Archive - Jun 2012 - News Article
LOWELL - The strong storms that tore through the area May 29 caused problems at the Lowell wind site. Repair work began as soon as the rain stopped.
Several silt fences, ditches, and culverts were in need and a plugged culvert caused several problems and overwhelmed other systems. Some significant erosion occurred in some areas that needed restoring. Sediment was found in streams and wetlands.
Some discharge is allowed by the permit.
NEWPORT, VT â€“ The Newport Rotary Club celebrated a â€śdream come trueâ€ť moment with the installation of the new Northeast Kingdom Rotary Interact Club at a recent celebration and â€śpinningâ€ť event held at the Eastside Restaurant in Newport. Rotary Interact promotes community involvement and international awareness among young people, providing opportunities to make a difference in their community and the world. The event celebrated the charter of the new club and induction of the nearly 45 high school student members.
BROWNINGTON - The Old Stone House Museum in Brownington is offering classes in old fashioned blacksmithing for the strong at heart - and arms. In photo blacksmith instructor Courtney Mead pounds away at red hot metal
Classes will be offered through the summer and information can be obtained by calling the museum at 754-2022.
NEWPORT CITY â€“ Monday the Newport City Council named Newport Police Sergeant Seth DiSanto as the cityâ€™s new chief of police.
DiSanto was vying for the chief position against Joseph Alaimo of Methuen, MA. Alaimo retired from the Methuen, MA, Police Department as deputy chief and works for Northern Essex Community College in Haverhill, MA.
DiSanto will replace longtime Police Chief J. Paul Duquette, who retires Aug. 1.
NEWPORT CITY â€“ Newport City Manager John Ward threw cold water on a request from the Coventry Select Board to contract for Newport Fire Department Services.
Coventry is hoping to change their "on call" agreement for fire protection to one based on a contract in hopes it will save Coventry money, and the city council seemed open to discussing the idea.
Coventry Select Board Chair Mike Marcotte and select board member Brad Maxwell attended Mondayâ€™s city council meeting.
BROWNINGTON - The Old Stone House Museum hosted its annual steam and antique engine show this weekend, with loyal enthusiasts coming from all over New England.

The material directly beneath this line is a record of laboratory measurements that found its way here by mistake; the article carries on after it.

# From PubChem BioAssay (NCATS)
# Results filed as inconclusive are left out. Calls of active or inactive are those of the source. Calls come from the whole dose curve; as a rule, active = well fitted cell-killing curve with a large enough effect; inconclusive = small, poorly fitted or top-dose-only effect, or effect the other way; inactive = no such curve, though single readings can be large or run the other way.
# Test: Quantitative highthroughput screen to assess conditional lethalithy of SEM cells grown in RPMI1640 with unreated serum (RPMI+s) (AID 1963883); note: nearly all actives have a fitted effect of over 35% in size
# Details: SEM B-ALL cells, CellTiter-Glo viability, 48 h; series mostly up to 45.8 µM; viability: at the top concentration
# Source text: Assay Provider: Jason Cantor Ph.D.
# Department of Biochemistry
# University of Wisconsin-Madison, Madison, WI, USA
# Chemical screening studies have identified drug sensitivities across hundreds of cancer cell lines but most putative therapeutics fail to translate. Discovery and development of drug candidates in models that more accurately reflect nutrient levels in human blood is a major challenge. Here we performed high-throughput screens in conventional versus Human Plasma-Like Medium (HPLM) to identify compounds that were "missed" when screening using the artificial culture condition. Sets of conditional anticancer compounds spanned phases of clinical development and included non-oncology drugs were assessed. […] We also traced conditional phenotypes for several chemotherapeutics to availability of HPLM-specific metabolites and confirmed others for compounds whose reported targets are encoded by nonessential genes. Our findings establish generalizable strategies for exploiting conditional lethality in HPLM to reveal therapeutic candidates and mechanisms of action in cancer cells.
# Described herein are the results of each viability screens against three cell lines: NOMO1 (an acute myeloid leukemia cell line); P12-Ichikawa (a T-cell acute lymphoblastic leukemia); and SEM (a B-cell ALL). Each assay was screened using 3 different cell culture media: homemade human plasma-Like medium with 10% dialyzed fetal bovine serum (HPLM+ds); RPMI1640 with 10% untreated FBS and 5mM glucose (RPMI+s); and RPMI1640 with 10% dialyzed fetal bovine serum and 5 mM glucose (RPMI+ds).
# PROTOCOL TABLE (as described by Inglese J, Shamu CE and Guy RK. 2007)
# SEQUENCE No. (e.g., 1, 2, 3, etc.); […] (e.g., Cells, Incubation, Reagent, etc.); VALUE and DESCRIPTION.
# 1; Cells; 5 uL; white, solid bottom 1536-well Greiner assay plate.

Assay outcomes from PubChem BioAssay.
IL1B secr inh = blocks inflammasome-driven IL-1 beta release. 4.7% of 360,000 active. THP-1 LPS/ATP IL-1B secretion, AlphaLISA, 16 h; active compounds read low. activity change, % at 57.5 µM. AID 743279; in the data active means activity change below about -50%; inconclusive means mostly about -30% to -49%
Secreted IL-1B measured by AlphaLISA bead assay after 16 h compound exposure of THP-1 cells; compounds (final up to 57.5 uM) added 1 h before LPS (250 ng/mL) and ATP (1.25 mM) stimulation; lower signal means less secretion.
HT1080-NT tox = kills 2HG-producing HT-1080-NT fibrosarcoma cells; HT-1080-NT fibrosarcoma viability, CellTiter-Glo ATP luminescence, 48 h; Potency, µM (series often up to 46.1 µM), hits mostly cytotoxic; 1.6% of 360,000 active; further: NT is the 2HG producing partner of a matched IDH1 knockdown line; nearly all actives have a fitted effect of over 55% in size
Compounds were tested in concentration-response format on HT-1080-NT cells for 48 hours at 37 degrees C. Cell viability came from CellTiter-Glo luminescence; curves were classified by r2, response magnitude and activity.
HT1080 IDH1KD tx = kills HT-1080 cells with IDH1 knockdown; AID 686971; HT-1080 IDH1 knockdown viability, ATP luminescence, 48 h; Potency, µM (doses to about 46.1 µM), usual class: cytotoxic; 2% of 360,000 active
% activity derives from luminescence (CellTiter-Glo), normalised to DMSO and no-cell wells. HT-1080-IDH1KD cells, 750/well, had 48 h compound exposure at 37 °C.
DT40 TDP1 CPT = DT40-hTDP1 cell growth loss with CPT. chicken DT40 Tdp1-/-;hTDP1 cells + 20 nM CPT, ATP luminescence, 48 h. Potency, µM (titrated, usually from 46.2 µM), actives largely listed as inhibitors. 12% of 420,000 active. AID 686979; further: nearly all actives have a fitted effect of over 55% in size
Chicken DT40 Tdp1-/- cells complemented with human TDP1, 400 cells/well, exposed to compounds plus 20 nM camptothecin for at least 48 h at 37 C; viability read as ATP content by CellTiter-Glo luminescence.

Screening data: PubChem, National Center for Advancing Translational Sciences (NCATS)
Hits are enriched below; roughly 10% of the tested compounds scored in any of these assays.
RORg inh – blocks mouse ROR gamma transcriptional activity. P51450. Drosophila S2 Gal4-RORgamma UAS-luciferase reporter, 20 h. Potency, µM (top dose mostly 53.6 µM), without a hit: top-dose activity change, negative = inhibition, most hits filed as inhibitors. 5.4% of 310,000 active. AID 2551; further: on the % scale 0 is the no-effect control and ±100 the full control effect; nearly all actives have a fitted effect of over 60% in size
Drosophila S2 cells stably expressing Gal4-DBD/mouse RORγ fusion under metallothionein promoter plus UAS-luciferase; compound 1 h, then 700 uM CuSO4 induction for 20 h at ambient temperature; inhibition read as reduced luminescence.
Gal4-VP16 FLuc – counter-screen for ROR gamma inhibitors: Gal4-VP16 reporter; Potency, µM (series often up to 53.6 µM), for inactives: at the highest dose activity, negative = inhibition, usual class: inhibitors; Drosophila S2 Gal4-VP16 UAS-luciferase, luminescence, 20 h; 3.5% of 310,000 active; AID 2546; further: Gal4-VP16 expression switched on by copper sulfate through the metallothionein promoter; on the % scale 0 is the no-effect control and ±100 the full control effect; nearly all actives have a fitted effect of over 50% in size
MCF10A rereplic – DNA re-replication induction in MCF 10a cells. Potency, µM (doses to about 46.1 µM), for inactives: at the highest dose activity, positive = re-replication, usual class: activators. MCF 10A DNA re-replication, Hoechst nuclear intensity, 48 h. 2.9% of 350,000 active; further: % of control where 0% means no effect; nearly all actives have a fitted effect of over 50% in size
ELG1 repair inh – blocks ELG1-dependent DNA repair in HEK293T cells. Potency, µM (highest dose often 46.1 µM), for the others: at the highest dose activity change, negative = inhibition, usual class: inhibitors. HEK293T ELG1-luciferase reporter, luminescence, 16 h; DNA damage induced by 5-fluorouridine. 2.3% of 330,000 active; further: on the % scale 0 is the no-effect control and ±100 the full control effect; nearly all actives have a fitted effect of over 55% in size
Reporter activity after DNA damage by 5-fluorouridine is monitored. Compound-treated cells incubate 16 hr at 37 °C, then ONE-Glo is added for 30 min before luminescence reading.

Among those presenting were Herb and Dan Lewis, father and son, of Derby, who, along with Robert Calhoun of Charleston, worked for seven years to restore a late 1800â€™s steam engine, which was originally manufactured by Gillie Engine & Machine Co. of Tonawanda, NY. The engine is an 8-horsepower, vertical, 2-cylinder model that is wood fired.
LOWELL, VT - The trucking route for the wind turbine parts for the Lowell wind project has changed. A total of 126 oversized and over-weight trucks are expected to roll through Derby on their way to Interstate 91.
Parts of the turbines are now going to be brought in by rail to Island Pond. From there they will be transported along routes 105 and 5 through Charleston and Derby. The trucks will enter Interstate 91 in Derby and head south to Orleans, to Irasburg, and then Lowell, where Green Mountain Power (GMP) is constructing its wind farm.
NEWPORT - In an effort to encourage Vermonters to be healthy, the Department of Health has kicked off a campaign to encourage shoppers to make wise decisions.
Healthy Retailers promotes "Small Change, Big Impact."
Jen Black, of Northeast Kingdom Learning Services, is facilitating the local program aimed at independent food stores. Jimmy Kwik, Rayâ€™s Market, and Westfield General Store are working with the program and more independent stores are expected to come on board later this year.
GLOVER â€“ The Bread and Puppet Theater kicked off its season with various theatrical acts Saturday.
Actors started by waking up the guard of the puppet museum. The big piece of the day included Bread and Puppet theater members and members from Concordia University Montreal.
Bread and Puppet Director Peter Schuman founded the theater group on New York Cityâ€™s Lower Eastside in 1963.Â â€śWe combined weekly bread baking with theater,â€ť said Schuman.
That tradition of giving bread during the performances continued Saturday.
NEWPORT - Longtime local music teacher Persis Ensor is moving. After more than 13 years of teaching students, she is heading to New Hampshire this summer to live closer to her grandchildren, whom she misses.
She will miss her Northeast Kingdom students, but says they will be fine without her. â€śI love the Northeast Kingdom but Iâ€™m drawn to be with my grandkids.â€ť
Ensor will continue teaching music in New Hampshire.